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  1. #1
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    Default Handgun for Lions

    What are peoples preferred handgun for lions? Or what would most consider as the minimum caliber needed to take a lion within 30 yards?
    Coal. Guns. Freedom.

  2. #2

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    Which ever one you can shoot well. Myself I don't like it when a person shows up at the tree with a new handgun they bought just for the lion hunt. I carry a Rem Mtn lite in 260 rem in the truck for people to use. There is a lot of excitement when you get to the tree and that tends to throw folks off a little when trying to shoot a handgun.

  3. #3
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    Yeah, I used to hound hunt when I had dogs but we always used a rifle. Now that I am on my own I want to just pack a handgun and am thinking my 357 would be plenty but wanted to see what others thought. I know guys that have used a 22, 38, and obviously the larger magnums like 41/44 but the 22/38 seemed too small and a 44 seemed too big.
    Coal. Guns. Freedom.

  4. #4

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    10mm or a lever action rifle.

  5. #5
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    Default

    A Henry .357 would be a classic little lever to carry. Just think of the awesome pics you could post! Too much time in the Corps has left me less than a Fan of carrying a pistol as a primary, even at short range. I do agree that the 357 seems just about right though.
    "Talent, hits a target, no one else can hit... Genius, hits a target, no one else can see."

  6. #6
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    For me, when the day comes, I want to chase/take them with lever action's. Something about the nostalgia of the rifle and animal. Big cats are on my bucket list!

  7. #7

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    I don't think i would go smaller than a 357mag

  8. #8

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    Bear Spray. I'm terrible with a handgun....

  9. #9

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    .22
    Lions aren't hard to kill.

  10. #10

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    What's legal is most important.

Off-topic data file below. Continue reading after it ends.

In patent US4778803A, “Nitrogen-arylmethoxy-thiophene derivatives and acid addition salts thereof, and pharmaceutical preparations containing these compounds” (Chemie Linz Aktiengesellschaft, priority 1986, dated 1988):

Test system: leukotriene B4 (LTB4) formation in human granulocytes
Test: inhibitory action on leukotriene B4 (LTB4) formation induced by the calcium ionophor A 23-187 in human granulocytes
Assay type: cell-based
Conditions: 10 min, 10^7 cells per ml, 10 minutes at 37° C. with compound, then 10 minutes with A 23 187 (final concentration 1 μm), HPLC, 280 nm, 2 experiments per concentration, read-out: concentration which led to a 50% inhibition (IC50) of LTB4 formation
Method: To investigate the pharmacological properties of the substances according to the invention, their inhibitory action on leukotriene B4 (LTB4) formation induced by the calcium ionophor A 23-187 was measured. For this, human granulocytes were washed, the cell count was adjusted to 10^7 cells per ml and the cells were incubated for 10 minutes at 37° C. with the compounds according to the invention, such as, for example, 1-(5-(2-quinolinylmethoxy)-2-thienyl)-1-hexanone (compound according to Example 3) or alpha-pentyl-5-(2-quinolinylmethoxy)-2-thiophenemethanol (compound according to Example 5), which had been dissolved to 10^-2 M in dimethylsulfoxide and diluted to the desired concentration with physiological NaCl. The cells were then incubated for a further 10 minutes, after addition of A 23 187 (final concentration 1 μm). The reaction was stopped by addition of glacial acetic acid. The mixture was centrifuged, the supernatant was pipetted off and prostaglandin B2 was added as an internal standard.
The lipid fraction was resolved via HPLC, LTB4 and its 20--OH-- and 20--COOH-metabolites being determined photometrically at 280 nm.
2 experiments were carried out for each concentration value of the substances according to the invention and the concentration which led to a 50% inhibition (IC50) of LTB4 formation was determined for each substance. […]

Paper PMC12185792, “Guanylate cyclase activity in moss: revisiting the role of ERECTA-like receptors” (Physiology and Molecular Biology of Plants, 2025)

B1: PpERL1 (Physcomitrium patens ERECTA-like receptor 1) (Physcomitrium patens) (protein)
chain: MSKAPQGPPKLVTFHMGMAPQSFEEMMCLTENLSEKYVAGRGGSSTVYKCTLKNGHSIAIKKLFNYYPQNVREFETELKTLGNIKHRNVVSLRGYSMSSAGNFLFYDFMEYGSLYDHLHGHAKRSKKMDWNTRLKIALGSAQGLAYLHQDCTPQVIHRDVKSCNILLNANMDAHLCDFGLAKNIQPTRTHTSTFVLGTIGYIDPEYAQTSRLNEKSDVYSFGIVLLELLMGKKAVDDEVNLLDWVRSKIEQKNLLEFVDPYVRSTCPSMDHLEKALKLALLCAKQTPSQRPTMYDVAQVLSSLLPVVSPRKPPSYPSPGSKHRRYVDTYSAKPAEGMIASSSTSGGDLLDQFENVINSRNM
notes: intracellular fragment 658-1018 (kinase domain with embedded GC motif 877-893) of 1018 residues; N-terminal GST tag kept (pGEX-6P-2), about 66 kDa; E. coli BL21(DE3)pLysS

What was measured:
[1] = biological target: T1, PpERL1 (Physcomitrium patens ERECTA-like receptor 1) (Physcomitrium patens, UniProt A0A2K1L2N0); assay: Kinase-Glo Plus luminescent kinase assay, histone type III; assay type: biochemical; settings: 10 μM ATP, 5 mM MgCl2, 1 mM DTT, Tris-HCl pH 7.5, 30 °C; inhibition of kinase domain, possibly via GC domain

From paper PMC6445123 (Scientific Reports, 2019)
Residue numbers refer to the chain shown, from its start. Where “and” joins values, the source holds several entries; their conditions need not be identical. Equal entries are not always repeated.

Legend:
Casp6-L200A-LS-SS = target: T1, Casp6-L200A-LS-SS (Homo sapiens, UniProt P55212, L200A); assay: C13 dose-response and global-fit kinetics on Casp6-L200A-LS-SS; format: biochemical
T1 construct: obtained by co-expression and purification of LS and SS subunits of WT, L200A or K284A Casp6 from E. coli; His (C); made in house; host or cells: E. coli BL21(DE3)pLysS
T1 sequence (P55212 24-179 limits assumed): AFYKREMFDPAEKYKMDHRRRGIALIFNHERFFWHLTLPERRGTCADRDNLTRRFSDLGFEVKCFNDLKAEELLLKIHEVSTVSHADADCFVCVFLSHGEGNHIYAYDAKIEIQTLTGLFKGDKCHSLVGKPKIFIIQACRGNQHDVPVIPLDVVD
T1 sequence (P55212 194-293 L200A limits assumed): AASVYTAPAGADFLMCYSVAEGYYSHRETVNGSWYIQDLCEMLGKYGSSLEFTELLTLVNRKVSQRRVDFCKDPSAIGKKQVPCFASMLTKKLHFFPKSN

Rimfire calibers are not legal in some locales.

    I have killed four with. 30-30 lever action. I am partial to that I guess. My daughter will use a 300 blackout AR this year. I also carry a 357 revolver on occasion.

    For a first time hunter, I would prefer a rifle over a handgun.

  11. #11
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    44... you can never kill a lion too dead.

  12. #12
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    Don't be a sissy...grab the lion by the man bun and cut it's throat
    I'm an addict...archery, rifles, shotguns, handguns, muzzleloaders, hunting, fishing, fly fishing..and I don't want rehab

    CWEH...Colorado's Worst Elk Hunter 2007-2017 (but I'm still damned sexy) 10 years of consistency!!

  13. #13

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    Quote Originally Posted by JohnCushman View Post
    Don't be a sissy...grab the lion by the man bun and cut it's throat
    heh, heh, you said "man bun"
    "Freedom is NOT Free"

  14. #14
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    Quote Originally Posted by Gunner46 View Post
    A Henry .357 would be a classic little lever to carry. Just think of the awesome pics you could post! Too much time in the Corps has left me less than a Fan of carrying a pistol as a primary, even at short range. I do agree that the 357 seems just about right though.
    You should look up the pictures of Sasha Siemel after he killed anacondas, jaguars, and cougars with both a lever action and 357 revolver. They are as cool as they get. Oh and he killed most of his jaguars with a spear, which is even cooler, but the pictures when he used a gun are better for whatever reason.
    Coal. Guns. Freedom.

  15. Default

    I don't mean to be "that guy" who is a Debby Downer but after hunting lions and watching more than a few get shot, I've changed a bit of perspective over what kind of weapons are best. Because lion hunting is perceived to be relatively easy shooting, there seems to be a fascination with using less efficient gear such as archery tackle or pistols over a scope sighted rifle to make the shot "challenging."

    This might make good sense in terms of hunting an animal that is in it's natural element. Short range weapons make it more difficult to actually get a shot in the first place but we are talking about shooting a stationary object that is up in a tree. (Unless you are referring to tracking without dogs, calling, or stalking) IMO, and this is actually a hard and fast rule in our hunting group, it is unfair to the dogs and the lion to use a weapon that is anything less than the most efficient method of dispatch possible.